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Humans and Muslims

Humans and Muslims

Issue 6 Jun / Jul 2004

First Published on July/August 2004

To access the issue page, click here   


As Seymour Hersh reported in the New Yorker, the Americans used the services of an old Orientalist to devise tortures that were particularly humiliating to Muslims and specially designed to dehumanise them in their own eyes.

How was it for you? How did you feel when you saw those dreadful pictures from Abu Ghraib prison?

I can tell you exactly how I felt. What I thought, when I saw the anonymous hooded man standing on a box, wires dangling from his stretched arms, as though he was being crucified; when my eyes encountered the sight of US Private Lynndie England pulling a naked, semi-conscious prisoner on a dog-leash; when I gazed at an image of a human pyramid of naked prisoners being lorded over by grinning Americans. These people are not anonymous. They are me. I am every one of these individuals being tormented in these photographs. Their humiliation, their degradation, their torture, their suffering is my humiliation, my degradation, my torture and my suffering.

I feel like that not simply because I am a human being, but also because I am a Muslim. As a Muslim I have a special connection to these victims, personified by the notion of the ummah. The prisoners of Abu Ghraib are not just my brothers and sisters, they are an integral part of me – the very essence of my being. “The believers,” the Prophet Muhammad said,“are like a human body: when one part hurts, the entire body suffers.” This is the true meaning of ummah: this is why I don’t just identify with these prisoners; I see them as myself.

There is one photograph in the portfolio of ‘Iraq Abuse Scandal’ that is truly iconic. A naked prisoner, his hands behind his head, his legs crossed, his back arched, stands in front of a prison door. He is being set upon by a vicious dog. The dog handler is urging the beast to attack. Another guard has another dog on a leash. Everything is moving and you cannot see anyone’s face, not even of the attacking dog. But the prisoner is motionless; you can read the terror on his face. But you can read something else: he is the only true human being in the photograph.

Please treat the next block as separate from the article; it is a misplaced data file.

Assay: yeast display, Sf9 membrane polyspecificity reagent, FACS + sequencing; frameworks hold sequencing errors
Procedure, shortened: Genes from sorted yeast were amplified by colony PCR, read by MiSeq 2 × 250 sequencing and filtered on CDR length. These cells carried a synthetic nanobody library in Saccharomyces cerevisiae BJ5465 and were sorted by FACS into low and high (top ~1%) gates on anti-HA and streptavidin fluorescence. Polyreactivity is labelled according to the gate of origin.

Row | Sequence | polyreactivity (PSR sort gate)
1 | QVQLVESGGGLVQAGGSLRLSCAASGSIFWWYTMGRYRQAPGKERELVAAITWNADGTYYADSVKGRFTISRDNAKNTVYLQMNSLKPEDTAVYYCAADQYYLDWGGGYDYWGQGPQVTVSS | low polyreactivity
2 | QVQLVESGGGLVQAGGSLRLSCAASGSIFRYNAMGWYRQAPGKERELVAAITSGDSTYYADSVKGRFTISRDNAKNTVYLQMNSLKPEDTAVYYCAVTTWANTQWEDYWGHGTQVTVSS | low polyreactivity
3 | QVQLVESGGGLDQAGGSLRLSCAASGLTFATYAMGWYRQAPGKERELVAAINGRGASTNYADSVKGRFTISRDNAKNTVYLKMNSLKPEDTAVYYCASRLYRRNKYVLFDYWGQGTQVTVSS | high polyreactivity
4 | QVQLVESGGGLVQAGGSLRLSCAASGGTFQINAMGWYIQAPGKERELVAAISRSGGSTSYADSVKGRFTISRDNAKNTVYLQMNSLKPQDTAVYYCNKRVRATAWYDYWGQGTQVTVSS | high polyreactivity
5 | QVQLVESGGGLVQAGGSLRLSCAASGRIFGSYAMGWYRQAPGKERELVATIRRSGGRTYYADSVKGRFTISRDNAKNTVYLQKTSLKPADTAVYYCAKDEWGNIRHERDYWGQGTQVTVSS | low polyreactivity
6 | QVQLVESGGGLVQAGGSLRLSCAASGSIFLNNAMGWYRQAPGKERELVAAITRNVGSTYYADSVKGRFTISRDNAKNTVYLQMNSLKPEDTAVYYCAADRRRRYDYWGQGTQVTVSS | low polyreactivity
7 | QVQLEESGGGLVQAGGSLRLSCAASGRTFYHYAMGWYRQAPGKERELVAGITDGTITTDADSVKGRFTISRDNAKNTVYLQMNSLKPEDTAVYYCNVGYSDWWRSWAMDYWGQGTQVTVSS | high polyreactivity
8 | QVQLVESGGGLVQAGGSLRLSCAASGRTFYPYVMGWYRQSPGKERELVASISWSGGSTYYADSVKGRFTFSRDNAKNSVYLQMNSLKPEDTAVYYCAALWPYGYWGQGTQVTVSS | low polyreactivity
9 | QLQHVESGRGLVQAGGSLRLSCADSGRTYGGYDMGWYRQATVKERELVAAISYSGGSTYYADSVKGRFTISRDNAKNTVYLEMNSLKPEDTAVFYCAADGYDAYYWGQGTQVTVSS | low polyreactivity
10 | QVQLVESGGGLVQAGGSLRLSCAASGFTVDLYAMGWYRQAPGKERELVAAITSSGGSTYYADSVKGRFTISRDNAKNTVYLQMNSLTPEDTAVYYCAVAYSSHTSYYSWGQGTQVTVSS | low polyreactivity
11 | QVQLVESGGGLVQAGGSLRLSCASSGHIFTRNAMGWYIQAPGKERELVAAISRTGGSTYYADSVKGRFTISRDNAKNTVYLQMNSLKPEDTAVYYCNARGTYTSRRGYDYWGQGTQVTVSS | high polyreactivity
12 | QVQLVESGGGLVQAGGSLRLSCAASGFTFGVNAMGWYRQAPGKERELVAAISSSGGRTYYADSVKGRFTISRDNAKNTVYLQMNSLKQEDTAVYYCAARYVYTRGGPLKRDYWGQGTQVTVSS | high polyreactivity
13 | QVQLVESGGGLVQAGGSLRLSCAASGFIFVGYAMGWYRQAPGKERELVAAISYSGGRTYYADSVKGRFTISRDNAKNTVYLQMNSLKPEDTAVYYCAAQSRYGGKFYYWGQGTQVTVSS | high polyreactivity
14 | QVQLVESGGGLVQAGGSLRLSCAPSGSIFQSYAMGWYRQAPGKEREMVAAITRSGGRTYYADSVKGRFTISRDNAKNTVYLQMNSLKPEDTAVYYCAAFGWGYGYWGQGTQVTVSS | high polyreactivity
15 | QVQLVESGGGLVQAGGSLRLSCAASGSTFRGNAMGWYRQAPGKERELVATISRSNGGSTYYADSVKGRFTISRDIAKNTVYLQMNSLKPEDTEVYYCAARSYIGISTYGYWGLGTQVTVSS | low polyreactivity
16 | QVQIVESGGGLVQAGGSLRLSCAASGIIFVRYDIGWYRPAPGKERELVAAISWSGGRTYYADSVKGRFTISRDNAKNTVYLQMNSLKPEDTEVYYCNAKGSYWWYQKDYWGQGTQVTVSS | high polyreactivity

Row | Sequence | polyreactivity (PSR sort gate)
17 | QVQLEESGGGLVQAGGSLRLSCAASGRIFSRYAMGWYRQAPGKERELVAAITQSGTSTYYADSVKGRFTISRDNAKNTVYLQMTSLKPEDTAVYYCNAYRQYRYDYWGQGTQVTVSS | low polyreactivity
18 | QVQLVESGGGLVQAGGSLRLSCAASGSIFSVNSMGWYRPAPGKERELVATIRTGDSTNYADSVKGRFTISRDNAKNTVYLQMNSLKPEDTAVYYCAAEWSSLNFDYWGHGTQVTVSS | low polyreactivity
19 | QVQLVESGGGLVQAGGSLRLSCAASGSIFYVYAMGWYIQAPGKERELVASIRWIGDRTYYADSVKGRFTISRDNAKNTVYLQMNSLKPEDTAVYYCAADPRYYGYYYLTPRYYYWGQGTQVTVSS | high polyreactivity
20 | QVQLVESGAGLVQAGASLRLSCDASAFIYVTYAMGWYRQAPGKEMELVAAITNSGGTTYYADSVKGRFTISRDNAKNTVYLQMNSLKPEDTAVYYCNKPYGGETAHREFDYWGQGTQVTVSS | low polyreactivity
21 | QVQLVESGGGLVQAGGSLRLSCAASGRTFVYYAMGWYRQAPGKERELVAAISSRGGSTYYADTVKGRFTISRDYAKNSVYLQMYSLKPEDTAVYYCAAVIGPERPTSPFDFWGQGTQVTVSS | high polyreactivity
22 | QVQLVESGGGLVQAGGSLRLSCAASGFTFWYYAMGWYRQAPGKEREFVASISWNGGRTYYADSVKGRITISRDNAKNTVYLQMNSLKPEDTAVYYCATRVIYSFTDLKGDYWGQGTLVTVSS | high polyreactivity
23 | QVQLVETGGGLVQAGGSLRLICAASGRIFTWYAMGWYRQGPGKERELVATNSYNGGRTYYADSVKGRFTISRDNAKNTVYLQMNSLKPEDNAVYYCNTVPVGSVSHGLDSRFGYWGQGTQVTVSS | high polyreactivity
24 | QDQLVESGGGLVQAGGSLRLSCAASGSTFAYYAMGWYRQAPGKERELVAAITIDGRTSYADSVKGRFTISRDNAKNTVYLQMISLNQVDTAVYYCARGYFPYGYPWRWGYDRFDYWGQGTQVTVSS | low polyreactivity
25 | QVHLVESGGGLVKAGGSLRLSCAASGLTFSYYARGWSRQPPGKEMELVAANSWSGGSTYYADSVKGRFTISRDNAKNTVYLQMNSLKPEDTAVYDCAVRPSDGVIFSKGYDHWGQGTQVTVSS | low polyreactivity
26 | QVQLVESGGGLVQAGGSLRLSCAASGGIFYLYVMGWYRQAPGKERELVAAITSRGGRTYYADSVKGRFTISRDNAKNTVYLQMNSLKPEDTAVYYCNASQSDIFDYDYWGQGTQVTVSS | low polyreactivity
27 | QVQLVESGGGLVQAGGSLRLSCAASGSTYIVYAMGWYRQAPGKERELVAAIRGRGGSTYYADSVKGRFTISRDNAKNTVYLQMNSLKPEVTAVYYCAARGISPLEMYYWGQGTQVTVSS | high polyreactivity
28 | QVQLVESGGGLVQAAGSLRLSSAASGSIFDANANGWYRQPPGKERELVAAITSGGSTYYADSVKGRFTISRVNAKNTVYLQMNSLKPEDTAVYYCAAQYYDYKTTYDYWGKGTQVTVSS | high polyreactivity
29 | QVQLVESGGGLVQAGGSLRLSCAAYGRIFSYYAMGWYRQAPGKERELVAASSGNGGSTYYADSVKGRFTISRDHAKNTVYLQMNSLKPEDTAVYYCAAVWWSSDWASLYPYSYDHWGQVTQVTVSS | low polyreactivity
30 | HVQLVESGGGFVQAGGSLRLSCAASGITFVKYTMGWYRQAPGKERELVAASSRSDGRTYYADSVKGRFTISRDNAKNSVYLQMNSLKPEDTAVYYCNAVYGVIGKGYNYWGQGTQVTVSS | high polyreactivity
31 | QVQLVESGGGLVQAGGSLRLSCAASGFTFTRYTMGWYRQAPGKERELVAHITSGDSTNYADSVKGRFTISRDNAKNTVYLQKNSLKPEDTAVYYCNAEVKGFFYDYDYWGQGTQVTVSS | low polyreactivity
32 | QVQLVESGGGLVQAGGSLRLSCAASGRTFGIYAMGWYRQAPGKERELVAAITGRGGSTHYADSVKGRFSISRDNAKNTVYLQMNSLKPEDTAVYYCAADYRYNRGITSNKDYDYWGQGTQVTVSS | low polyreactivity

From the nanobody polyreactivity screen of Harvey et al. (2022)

For me, that’s what it is all about. All the conflicts we Muslims are now involved in are about preserving our humanity. The prisoner in the photograph has retained his humanity and is therefore victorious. In contrast, the grinning young American men and women in the Abu Ghraib photographs, who think it is fun to torture people in the name of freedom and democracy, are barely human. They come from a system that has almost lost its humanity.

So, what did I feel about the beheadings of Nick Berg and Paul Johnson, who by all accounts were innocent young Americans? What did I think when the psychopaths who executed them shouted ‘Allahu Akbar’? That was me too! Every one of those involved in this barbarity is also part of my being. Their inhumanity has a direct bearing on my humanity. Their representation of Islam and their actions in the name of Islam concerns me as much as American brutalities in Iraq. And they too are part of the ummah and delineate its meaning: the cancer in one part of the body kills the whole body. 

If we can only resist inhumanity with inhumanity then there is nothing really worth fighting for. If Muslim behaviour is as brutal and dehumanised as those of the Americans, than what is the difference? And once someone has degenerated to the level of a wild beast, does it matter whether he is a Muslim or not?

We are human beings before we are Muslims. But there is a difference between being simply a human being and being a Muslim. A human can, and sometime does, forget that he or she is human. A Muslim on the other hand has to constantly remember that he or she is a servant of God; it is a conscious decision. To keep this idea foremost in our mind is why we are always praying, fasting and dispensing our hard earned cash in charity. The spirit of Islam is expressed through our humanity and by demonstrating what it means to be human. This is what the Prophet has taught me. What has he taught you? 

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